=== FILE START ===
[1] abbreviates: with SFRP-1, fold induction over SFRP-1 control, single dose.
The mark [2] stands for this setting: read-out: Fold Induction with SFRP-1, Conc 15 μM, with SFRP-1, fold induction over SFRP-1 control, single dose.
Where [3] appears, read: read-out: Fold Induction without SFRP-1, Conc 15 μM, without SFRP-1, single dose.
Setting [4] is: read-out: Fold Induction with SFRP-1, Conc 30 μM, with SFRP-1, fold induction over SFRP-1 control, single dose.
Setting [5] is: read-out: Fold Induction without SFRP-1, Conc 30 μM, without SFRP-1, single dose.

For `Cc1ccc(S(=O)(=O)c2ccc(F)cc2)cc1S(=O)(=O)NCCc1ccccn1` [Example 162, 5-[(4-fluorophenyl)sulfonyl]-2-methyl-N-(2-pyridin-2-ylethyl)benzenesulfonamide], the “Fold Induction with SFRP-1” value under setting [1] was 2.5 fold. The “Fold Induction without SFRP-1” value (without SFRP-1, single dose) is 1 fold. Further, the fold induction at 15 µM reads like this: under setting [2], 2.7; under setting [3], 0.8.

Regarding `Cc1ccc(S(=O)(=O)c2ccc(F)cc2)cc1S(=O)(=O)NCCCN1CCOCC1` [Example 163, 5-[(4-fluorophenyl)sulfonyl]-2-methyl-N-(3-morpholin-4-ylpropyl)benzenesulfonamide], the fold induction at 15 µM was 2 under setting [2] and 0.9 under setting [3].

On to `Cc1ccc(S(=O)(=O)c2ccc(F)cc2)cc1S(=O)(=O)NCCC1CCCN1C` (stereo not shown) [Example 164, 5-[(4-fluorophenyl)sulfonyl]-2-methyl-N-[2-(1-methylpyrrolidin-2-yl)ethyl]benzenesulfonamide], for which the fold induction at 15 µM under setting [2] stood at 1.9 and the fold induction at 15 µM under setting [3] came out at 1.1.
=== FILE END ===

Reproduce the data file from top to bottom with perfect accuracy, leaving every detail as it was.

[1] abbreviates: with SFRP-1, fold induction over SFRP-1 control, single dose.
The mark [2] stands for this setting: read-out: Fold Induction with SFRP-1, Conc 15 μM, with SFRP-1, fold induction over SFRP-1 control, single dose.
Where [3] appears, read: read-out: Fold Induction without SFRP-1, Conc 15 μM, without SFRP-1, single dose.
Setting [4] is: read-out: Fold Induction with SFRP-1, Conc 30 μM, with SFRP-1, fold induction over SFRP-1 control, single dose.
Setting [5] is: read-out: Fold Induction without SFRP-1, Conc 30 μM, without SFRP-1, single dose.

For `Cc1ccc(S(=O)(=O)c2ccc(F)cc2)cc1S(=O)(=O)NCCc1ccccn1` [Example 162, 5-[(4-fluorophenyl)sulfonyl]-2-methyl-N-(2-pyridin-2-ylethyl)benzenesulfonamide], the “Fold Induction with SFRP-1” value under setting [1] was 2.5 fold. The “Fold Induction without SFRP-1” value (without SFRP-1, single dose) is 1 fold. Further, the fold induction at 15 µM reads like this: under setting [2], 2.7; under setting [3], 0.8.

Regarding `Cc1ccc(S(=O)(=O)c2ccc(F)cc2)cc1S(=O)(=O)NCCCN1CCOCC1` [Example 163, 5-[(4-fluorophenyl)sulfonyl]-2-methyl-N-(3-morpholin-4-ylpropyl)benzenesulfonamide], the fold induction at 15 µM was 2 under setting [2] and 0.9 under setting [3].

On to `Cc1ccc(S(=O)(=O)c2ccc(F)cc2)cc1S(=O)(=O)NCCC1CCCN1C` (stereo not shown) [Example 164, 5-[(4-fluorophenyl)sulfonyl]-2-methyl-N-[2-(1-methylpyrrolidin-2-yl)ethyl]benzenesulfonamide], for which the fold induction at 15 µM under setting [2] stood at 1.9 and the fold induction at 15 µM under setting [3] came out at 1.1.